Judge Walton: When It Comes To Bill Barr, Trust But Verify


(Photo by Jahi Chikwendiu/The Washington Post via Getty Images)

Has there ever been an Attorney General who so thoroughly trashed his own reputation for truthfulness and candor that a federal judge deemed the Justice Department’s representations to the court presumptively unreliable? Has a member of the federal bench ever held that “true to the oath that the undersigned took upon becoming a federal judge, and the need for the American public to have faith in the judicial process” he simply cannot take the DOJ’s word for it? And will Bill Barr feel even the mildest pang of concern that the has brought the Department to this sorry state?

Haha, that last one was a joke. Bill Barr isn’t the least bit concerned about breaking the DOJ as long as he keeps getting those judges confirmed. Haven’t you heard, everyone dies? But if you were looking for a sign that the frog is well and truly boiled, well, this is it.

BuzzFeed’s FOIA warrior Jason Leopold sued the Justice Department for access to an unredacted copy of the Mueller Report, which the DOJ insists must remain black-Barred … errr, black-barred, to protect legitimate government interest.

But yesterday, U.S. District Judge Reggie Walton, said that Leopold had met the standard for judicial review of the redactions by proving “tangible evidence of bad faith,” and ordered the Department to hand over an unredacted copy for in camera review by March 30. The opinion was BRUTAL.

Noting that Barr’s pre-publication statements about the report seemed deliberately crafted to give the public a false impression, Judge Walton expressed “grave concerns about the objectivity of the process” of redacting Mueller’s findings.

The speed by which Attorney General Barr released to the public the summary of Special Counsel Mueller’s principal conclusions, coupled with the fact that Attorney General Barr failed to provide a thorough representation of the findings set forth in the Mueller Report, causes the Court to question whether Attorney General Barr’s intent was to create a one-sided narrative about the Mueller Report—a narrative that is clearly in some respects substantively at odds with the redacted version of the Mueller Report.

Because of “Attorney General Barr’s lack of candor,” the court cannot simply accept that the Department’s redactions are made in good faith.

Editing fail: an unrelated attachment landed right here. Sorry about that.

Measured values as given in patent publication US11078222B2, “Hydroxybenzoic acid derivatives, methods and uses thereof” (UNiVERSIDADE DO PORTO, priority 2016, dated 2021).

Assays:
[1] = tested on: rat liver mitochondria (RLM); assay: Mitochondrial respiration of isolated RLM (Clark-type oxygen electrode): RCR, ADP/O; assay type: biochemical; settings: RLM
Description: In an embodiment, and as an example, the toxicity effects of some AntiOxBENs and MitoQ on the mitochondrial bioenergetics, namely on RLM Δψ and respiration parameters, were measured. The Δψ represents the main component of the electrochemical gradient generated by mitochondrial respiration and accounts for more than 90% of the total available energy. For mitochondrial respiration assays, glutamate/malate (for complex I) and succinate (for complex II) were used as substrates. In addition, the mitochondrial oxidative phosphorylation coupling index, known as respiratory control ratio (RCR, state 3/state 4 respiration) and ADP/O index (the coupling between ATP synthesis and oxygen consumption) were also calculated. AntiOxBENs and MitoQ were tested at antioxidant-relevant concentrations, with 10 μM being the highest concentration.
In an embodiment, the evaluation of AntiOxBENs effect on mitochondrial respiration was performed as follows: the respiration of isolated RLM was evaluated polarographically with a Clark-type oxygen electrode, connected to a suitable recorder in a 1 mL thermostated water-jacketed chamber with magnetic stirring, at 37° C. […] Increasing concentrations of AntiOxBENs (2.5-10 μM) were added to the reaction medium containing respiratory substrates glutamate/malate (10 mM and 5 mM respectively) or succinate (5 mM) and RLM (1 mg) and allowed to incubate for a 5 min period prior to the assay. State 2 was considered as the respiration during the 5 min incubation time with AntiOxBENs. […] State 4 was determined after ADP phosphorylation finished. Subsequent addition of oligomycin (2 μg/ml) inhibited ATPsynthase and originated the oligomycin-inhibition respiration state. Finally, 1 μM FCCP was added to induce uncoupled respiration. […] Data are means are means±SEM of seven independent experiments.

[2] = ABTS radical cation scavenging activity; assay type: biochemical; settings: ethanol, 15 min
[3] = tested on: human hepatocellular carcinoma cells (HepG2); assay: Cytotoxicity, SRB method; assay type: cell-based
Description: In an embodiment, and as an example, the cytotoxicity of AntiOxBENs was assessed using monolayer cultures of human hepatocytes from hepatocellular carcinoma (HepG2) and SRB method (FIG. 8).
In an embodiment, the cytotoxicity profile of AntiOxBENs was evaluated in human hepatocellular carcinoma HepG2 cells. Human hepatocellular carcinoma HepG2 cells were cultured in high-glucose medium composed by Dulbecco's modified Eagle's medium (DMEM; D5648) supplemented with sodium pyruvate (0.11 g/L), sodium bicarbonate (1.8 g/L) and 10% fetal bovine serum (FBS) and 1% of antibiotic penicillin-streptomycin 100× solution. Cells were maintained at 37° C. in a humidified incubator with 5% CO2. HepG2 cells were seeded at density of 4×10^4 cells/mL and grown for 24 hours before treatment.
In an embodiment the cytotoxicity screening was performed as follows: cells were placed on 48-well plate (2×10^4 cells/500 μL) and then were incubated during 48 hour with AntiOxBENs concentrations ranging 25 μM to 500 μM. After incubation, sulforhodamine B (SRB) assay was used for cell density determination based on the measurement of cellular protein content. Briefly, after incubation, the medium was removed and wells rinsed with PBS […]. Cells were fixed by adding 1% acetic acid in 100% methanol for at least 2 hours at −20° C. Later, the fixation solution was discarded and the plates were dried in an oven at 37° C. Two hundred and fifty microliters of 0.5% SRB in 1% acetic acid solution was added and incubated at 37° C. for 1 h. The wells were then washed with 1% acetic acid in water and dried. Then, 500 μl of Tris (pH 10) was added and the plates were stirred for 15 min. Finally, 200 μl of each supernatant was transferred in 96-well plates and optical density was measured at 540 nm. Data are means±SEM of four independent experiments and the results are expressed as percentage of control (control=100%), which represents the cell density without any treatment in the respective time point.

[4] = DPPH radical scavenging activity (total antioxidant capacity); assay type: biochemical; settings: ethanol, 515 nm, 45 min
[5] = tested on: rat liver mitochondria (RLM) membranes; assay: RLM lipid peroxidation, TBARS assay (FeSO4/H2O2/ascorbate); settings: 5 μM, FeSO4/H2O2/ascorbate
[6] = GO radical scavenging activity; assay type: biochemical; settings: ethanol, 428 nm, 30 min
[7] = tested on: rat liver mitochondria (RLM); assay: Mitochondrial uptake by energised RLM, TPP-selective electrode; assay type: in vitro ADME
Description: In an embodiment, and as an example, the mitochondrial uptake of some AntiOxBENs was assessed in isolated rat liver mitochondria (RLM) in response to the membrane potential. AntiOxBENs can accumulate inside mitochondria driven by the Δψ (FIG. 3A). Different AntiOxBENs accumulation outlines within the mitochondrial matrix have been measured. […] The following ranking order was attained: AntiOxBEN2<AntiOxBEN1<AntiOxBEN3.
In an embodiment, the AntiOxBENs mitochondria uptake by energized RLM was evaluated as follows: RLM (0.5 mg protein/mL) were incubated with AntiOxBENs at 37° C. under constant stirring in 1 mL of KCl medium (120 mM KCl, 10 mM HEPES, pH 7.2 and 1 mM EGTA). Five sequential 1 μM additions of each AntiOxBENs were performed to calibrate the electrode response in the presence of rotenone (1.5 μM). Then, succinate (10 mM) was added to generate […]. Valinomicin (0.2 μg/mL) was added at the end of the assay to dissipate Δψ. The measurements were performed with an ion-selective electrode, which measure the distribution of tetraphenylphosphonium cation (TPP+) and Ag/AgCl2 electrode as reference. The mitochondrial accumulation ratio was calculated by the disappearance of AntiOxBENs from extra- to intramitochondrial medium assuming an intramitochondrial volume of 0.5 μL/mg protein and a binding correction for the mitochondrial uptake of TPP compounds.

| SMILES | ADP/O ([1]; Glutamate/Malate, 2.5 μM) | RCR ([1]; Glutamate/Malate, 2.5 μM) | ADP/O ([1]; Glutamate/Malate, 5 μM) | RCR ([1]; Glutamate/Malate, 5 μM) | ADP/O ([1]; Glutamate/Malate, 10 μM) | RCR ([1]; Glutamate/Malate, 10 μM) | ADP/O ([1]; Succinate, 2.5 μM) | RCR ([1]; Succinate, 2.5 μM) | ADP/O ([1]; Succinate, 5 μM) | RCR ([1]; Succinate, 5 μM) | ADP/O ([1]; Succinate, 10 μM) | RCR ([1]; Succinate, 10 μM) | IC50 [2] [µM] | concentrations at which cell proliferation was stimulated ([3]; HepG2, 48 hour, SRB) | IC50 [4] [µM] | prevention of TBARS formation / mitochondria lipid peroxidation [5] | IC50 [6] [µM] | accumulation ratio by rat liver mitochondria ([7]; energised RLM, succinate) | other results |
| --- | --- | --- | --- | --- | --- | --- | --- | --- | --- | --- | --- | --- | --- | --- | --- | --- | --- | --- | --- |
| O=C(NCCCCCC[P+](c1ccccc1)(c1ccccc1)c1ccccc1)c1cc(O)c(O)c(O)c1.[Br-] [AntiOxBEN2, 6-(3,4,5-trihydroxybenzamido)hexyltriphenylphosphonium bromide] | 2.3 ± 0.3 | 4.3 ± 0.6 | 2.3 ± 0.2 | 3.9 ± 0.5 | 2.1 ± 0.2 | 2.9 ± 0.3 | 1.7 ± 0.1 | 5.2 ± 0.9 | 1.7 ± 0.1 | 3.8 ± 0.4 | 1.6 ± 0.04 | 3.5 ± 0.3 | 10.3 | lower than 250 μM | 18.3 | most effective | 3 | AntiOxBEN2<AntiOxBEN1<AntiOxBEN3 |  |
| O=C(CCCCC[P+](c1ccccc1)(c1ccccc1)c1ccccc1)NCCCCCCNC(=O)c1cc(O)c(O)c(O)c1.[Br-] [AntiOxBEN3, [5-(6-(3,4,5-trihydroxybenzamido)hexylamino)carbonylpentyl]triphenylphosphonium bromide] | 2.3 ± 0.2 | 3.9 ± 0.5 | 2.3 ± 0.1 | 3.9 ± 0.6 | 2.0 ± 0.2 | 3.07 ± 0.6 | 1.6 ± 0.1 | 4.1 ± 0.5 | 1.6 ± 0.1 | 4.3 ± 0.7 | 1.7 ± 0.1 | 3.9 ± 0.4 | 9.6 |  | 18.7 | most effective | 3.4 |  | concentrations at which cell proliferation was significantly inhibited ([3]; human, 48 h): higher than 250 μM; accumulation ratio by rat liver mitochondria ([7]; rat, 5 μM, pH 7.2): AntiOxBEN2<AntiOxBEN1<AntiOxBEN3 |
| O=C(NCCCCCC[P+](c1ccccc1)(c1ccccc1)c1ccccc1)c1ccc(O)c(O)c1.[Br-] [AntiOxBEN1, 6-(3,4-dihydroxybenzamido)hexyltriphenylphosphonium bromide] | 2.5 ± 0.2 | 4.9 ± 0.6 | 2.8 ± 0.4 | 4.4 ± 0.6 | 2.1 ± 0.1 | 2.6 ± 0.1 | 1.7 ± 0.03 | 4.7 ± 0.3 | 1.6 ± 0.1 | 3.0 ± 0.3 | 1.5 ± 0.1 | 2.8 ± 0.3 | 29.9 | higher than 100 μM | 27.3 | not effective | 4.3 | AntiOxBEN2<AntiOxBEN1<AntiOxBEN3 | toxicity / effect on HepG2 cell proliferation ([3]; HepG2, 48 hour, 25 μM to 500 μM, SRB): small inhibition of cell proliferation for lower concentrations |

These circumstances generally, and Attorney General Barr’s lack of candor specifically, call into question Attorney General Barr’s credibility and in turn, the Department’s representation that “all of the information redacted from the version of the [Mueller] Report released by [ ] Attorney General [Barr]” is protected from disclosure by its claimed FOIA exemptions. In the Court’s view, Attorney General Barr’s representation that the Mueller Report would be “subject only to those redactions required by law or by compelling law enforcement, national security, or personal privacy interests” cannot be credited without the Court’s independent verification in light of Attorney General Barr’s conduct and misleading public statements about the findings in the Mueller Report, id., Ex. 7 (April 18, 2019 Letter) at 3, and it would be disingenuous for the Court to conclude that the redactions of the Mueller Report pursuant to the FOIA are not tainted by Attorney General Barr’s actions and representations. [Citations omitted.]

Judge Walton, a George W. Bush appointee (not that it should matter), just called the Attorney General a liar. And, not for nothing, but the Department just spent the last two years trying, without success, to LOCK HER UP former FBI Director Andy McCabe for “lack of candor.” So there’s that.

In summing up his decision, Judge Walton concluded that the American public would never be able to trust a decision which rested on the mere word of the executive branch. Public trust, therefore, demands judicial review of the evidence.

Here, although it is with great consternation, true to the oath that the undersigned took upon becoming a federal judge, and the need for the American public to have faith in the judicial process, considering the record in this case, the Court must conclude that the actions of Attorney General Barr and his representations about the Mueller Report preclude the Court’s acceptance of the validity of the Department’s redactions without its independent verification. Adherence to the FOIA’s objective of keeping the American public informed of what its government is up to demands nothing less.

That’s a stinging indictment of the top law enforcement officer in the country.

EPIC and Jason Leopold v. DOJ [(March 5, 2020, D.D.C.) Case 1:19-cv-00810-RBW]


Elizabeth Dye lives in Baltimore where she writes about law and politics.



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